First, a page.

12. The first point taken in appeal is that these Wanta lands are part of the ' Talukdari Estate ' in the strict sense of that expression and that consequently the attachment of the income derived from these lands cannot continue in face of the provisions of the Section 31 of the Gujarat Talukdars Act as amended by Bombay Act II of 1905.
13. The Head Clerk to the Talukdari Settlement Officer gave evidence in the case and was cross-examined as to the nature of Talukdari tenure and as to whether the Wanta lands in question were held on Talukdari tenure. His evidence is as follows :-
To my knowledge summary settlement is paid for the Sarsa Wanta laud. There is some difference between the Talukdari estate and the Talukdar's estate. Talukdar's estate means estate of whatever tenure, that is, if a Talukdar holds some Government lands they are also called Talukdar's estate. The Talukdari estate means estate with full proprietory right held by Talukdar under what is called Talukdari tenure. There is no definition given of the Talukdari tenure in any enactment. I cannot give a definition of the Talukdari tenure but I can give illustration of it. The Land Revenue Code recognizes two kinds of land, alienated and unalienated. The Talukdari does not come under either of these categories because it is of full proprietory right and its origin antedated the British rule. The said two are the chief distinguishing characteristics of the Talukdari tenure.
14. It is proved in this case that the Sarsa Wanta land, from which the attached sum is derived, is entered as alienated land under the Land Revenue Code. We may, therefore, assume that it is not land held upon Talukdari tenure in the strict sense of the word. That is sufficient, we think, to dispose of the first part of Mr. Ramdatt Desai's argument.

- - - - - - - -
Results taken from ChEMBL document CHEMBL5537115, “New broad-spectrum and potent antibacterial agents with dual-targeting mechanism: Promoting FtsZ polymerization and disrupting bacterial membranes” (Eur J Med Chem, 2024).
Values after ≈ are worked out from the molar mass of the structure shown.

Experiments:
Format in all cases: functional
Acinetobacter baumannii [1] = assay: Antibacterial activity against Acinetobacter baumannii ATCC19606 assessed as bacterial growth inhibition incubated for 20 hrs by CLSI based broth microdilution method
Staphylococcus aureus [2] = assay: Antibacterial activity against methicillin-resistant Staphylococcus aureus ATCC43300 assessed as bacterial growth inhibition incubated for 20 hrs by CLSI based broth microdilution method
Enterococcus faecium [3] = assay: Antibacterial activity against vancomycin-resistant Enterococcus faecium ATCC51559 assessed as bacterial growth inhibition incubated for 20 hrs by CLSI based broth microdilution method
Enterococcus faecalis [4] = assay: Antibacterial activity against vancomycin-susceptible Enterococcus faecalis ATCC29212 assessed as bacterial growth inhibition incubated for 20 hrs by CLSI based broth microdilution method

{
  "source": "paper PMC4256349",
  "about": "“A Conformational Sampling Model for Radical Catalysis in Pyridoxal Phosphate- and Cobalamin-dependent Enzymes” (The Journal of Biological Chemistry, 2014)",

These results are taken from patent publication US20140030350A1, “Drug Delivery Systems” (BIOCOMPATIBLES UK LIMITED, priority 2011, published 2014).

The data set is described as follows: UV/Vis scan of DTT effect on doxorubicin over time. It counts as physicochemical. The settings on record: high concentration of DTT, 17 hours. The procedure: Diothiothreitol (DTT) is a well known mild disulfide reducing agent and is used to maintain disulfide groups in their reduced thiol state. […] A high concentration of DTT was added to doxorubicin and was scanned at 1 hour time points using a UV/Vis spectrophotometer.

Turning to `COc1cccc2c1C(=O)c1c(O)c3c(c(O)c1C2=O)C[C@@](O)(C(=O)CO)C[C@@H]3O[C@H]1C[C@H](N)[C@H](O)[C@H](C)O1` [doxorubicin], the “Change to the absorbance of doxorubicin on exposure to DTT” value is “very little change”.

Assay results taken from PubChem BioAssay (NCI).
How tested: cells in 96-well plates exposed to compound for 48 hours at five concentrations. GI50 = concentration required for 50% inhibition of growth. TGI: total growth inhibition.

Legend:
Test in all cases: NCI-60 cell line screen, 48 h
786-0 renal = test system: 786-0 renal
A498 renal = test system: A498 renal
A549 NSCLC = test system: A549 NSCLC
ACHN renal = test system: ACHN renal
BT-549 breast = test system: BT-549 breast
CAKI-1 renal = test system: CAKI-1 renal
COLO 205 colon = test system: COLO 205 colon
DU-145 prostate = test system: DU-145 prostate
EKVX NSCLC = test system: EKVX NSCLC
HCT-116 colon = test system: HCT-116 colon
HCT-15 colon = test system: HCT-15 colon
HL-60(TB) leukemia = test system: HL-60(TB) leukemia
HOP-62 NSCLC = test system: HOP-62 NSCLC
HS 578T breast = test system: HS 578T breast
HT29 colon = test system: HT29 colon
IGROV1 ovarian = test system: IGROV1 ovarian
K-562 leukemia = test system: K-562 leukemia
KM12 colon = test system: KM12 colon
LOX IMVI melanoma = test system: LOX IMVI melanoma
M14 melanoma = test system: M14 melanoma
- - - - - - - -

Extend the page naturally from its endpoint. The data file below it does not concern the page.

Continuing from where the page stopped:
15. Mr. Ramdatt Desai's second point was that 'Talukdari Estate', in the section to which we have referred and generally throughout the Gujarat Talukdars Act, is not to be interpreted as limited to estate held on Talukdari tenure but means the whole of the property of. a person who answers to the description of a Talukdar whether held by him by reason of his status as Talukdar or otherwise.
16. In dealing with this argument we will assume (without deciding) that income derived from an estate is portion of the estate within the meaning of Section 31.
17. We have the authority of two judgments of this Court to the effect that the words 'Talukdar's estate' in Section 31 are used in a technical sense limited to the Talukdar's interest in the estate held by him by reason of his status as a Talukdar, see Khodabhai v. Chaganlal : (1907)9BOMLR1122 and Bichubha v. Vela Dhanji (1909) 11 Bom. L.R. 736. We are bound by the decision in each of these cases.
18. We have, however, permitted full argument from Mr. Ramdatt Desai, based upon the various enactments ralating to Talukdars and the different sections of the Gujarat Talukdars Act, and we entirely agree with the conclusion arrived at in those cases.
19. For these reasons we affirm the decision of the lower Court and dismiss the appeal with costs.